Download Social Order during the Republic

yes no Was this document useful for you?
   Thank you for your participation!

* Your assessment is very important for improving the work of artificial intelligence, which forms the content of this project

Document related concepts

Roman army of the late Republic wikipedia, lookup

Glossary of ancient Roman religion wikipedia, lookup

Roman agriculture wikipedia, lookup

Roman historiography wikipedia, lookup

Leges regiae wikipedia, lookup

Roman Senate wikipedia, lookup

Clothing in ancient Rome wikipedia, lookup

Roman Republican governors of Gaul wikipedia, lookup

Culture of ancient Rome wikipedia, lookup

History of the Constitution of the Roman Empire wikipedia, lookup

Roman Republic wikipedia, lookup

Roman censor wikipedia, lookup

Early Roman army wikipedia, lookup

Constitution of the Roman Empire wikipedia, lookup

Conflict of the Orders wikipedia, lookup

Roman Kingdom wikipedia, lookup

Senatus consultum ultimum wikipedia, lookup

Decemviri wikipedia, lookup

Centuriate Assembly wikipedia, lookup

Constitutional reforms of Sulla wikipedia, lookup

Constitutional reforms of Augustus wikipedia, lookup

Roman dictator wikipedia, lookup

History of the Roman Constitution wikipedia, lookup

Legislative assemblies of the Roman Republic wikipedia, lookup

Roman tribe wikipedia, lookup

Promagistrate wikipedia, lookup

Executive magistrates of the Roman Republic wikipedia, lookup

Constitution of the Roman Republic wikipedia, lookup

Cursus honorum wikipedia, lookup

Social Structures during the
Roman Republic
Offices, Assemblies, and Religion
Political Order
4th century to end of the Republic
Direct participation of citizens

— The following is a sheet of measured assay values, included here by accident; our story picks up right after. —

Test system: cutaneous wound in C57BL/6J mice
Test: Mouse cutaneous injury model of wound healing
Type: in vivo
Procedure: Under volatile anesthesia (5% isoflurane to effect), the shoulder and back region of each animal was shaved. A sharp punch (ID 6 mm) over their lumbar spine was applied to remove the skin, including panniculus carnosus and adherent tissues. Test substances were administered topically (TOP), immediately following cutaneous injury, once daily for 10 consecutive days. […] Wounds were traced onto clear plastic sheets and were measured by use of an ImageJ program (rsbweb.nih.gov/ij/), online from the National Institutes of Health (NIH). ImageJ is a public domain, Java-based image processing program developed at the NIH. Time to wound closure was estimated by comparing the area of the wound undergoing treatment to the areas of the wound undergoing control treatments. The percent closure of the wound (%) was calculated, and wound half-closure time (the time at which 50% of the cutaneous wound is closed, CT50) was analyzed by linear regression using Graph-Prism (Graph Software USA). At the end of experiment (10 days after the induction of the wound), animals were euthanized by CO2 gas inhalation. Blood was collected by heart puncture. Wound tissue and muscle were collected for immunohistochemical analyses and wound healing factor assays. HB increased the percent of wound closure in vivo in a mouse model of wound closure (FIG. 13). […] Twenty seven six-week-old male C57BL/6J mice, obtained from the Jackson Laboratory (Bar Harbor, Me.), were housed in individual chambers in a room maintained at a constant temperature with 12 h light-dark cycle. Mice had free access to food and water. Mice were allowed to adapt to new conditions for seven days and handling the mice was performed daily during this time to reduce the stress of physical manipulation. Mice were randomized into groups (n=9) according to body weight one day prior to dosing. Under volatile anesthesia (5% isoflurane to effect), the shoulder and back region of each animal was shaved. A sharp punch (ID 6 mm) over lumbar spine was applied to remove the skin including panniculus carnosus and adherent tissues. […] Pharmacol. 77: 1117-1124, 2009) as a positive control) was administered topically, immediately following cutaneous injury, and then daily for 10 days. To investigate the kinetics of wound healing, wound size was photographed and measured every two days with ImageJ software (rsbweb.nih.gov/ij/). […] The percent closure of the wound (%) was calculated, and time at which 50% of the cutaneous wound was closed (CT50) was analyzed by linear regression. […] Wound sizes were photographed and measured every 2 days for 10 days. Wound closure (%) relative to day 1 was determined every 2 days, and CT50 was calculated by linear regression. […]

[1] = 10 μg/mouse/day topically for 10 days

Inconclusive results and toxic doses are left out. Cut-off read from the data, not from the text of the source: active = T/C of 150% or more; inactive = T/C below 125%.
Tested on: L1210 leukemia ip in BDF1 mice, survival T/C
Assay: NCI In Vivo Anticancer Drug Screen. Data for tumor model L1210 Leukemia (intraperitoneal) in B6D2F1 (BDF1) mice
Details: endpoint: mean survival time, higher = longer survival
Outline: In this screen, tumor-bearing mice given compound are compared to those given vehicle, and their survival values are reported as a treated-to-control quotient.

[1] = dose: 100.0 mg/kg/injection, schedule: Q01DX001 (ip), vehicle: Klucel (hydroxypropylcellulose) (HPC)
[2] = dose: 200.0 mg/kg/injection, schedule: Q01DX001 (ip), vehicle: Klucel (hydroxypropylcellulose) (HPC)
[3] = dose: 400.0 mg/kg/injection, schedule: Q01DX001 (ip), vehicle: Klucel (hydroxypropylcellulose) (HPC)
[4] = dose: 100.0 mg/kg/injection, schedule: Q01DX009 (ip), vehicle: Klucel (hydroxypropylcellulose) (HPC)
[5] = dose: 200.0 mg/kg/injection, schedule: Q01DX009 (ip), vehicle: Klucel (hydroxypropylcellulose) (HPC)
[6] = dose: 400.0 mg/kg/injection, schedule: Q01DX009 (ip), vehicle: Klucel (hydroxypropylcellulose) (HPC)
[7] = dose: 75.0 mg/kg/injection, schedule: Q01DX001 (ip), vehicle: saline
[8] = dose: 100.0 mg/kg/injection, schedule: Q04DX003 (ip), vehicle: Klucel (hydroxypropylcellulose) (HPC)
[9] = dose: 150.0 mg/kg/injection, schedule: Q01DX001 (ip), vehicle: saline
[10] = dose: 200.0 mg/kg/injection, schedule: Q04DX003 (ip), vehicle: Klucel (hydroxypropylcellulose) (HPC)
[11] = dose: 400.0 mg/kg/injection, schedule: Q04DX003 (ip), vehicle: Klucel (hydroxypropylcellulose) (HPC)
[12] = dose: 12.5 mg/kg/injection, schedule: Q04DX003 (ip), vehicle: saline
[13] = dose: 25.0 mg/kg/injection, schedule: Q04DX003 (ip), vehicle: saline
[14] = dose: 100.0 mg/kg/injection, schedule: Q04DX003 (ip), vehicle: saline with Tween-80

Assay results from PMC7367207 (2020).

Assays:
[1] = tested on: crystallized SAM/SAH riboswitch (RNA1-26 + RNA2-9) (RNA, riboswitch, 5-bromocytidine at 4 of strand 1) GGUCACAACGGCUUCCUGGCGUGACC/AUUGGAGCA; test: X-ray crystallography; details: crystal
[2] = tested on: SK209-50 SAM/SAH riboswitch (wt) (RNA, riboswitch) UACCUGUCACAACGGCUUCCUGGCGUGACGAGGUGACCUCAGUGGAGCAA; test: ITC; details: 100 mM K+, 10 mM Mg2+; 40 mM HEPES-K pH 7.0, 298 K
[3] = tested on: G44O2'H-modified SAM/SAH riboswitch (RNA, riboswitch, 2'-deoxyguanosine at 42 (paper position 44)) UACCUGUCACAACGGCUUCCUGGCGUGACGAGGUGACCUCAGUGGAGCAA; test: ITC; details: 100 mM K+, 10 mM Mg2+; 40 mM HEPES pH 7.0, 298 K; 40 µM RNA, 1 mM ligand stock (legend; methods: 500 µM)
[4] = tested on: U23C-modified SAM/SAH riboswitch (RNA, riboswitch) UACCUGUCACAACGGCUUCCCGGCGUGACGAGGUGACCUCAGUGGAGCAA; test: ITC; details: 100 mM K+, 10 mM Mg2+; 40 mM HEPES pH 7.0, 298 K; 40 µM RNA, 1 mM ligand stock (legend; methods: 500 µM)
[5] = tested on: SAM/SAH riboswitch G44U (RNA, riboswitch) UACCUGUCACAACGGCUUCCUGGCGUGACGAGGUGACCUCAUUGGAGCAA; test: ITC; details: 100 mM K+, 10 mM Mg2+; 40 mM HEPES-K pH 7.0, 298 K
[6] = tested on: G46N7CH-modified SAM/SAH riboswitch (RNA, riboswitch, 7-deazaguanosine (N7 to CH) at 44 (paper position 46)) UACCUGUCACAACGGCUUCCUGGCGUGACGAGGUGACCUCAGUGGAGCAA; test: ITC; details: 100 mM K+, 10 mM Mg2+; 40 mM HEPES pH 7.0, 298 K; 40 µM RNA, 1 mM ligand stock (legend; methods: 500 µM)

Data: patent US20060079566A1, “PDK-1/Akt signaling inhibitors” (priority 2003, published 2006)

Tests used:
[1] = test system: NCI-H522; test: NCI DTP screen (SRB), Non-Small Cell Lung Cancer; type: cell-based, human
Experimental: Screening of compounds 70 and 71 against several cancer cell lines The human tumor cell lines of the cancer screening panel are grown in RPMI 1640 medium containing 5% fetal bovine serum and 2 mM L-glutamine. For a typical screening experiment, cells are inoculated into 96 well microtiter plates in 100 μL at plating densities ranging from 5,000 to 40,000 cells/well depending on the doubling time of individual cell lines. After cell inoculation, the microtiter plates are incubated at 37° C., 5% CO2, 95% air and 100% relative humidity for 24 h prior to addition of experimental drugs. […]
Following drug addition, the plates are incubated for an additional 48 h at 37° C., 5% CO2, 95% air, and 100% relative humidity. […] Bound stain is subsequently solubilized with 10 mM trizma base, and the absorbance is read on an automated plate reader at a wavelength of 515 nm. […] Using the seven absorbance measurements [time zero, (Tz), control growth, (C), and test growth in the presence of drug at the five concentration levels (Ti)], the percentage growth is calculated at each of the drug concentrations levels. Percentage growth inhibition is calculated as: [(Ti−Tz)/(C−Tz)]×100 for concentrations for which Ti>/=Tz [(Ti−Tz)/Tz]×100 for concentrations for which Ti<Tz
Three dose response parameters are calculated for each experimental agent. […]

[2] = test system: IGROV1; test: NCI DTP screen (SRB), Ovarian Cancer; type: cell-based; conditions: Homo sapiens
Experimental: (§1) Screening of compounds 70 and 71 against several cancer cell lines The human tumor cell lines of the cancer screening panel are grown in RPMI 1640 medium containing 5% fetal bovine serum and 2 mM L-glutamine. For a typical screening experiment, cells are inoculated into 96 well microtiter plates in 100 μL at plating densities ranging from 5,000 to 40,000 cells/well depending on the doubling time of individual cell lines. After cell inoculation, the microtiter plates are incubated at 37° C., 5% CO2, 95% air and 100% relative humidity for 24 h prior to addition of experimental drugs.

All roles performed under the watch of the public
Officials dealt directly with those they governed lack of a bureaucracy
Government dominated by a few elite families
Government Offices
Formed in the mid 5th century
Oversaw public money
Supervised the treasury (Temple of Saturn) and the
fund that generals took on campaigns
Elected annually
Two plebian and two patrician (curule aediles)
Maintained temples, city streets, markets
Judged disputes that arose in the markets
Government Offices
Elected annually
Originally one, then two (242 BC), then more as the
empire expanded
 Office opened to plebians through the Conflict of
 Leading officials in Rome when consuls were absent
on campaign
 Acted as judge
 Different praetors had different roles
 Propraetor - govern a province
 Wore the toga praetexta, held imperium, 6 lictors
QuickTime™ and a
are needed to see this picture.
Government Offices
QuickTi me™ a nd a
de com press or
are need ed to se e th is p icture.
consuls chosen each year
 Generals of the army
 Made sacrifices, presided over meetings of the
senate, addressed assemblies, listened to
complaints, made judgments
 Proconsul - govern a province
 Toga praetexta, curule, imperium, 12 lictors
Government Offices
Tribune of the Plebs
Office formed during the Conflict of Orders
Most important of the lesser officeholders
Had the right to summon citizens to vote
Ability to block public actions that they thought were
unlawful or inappropriate
 Veto power over consuls (except when appointing a
 Protects the Plebians
 They could not prevent praetors and consuls from
acting as they wished outside the city of Rome (so they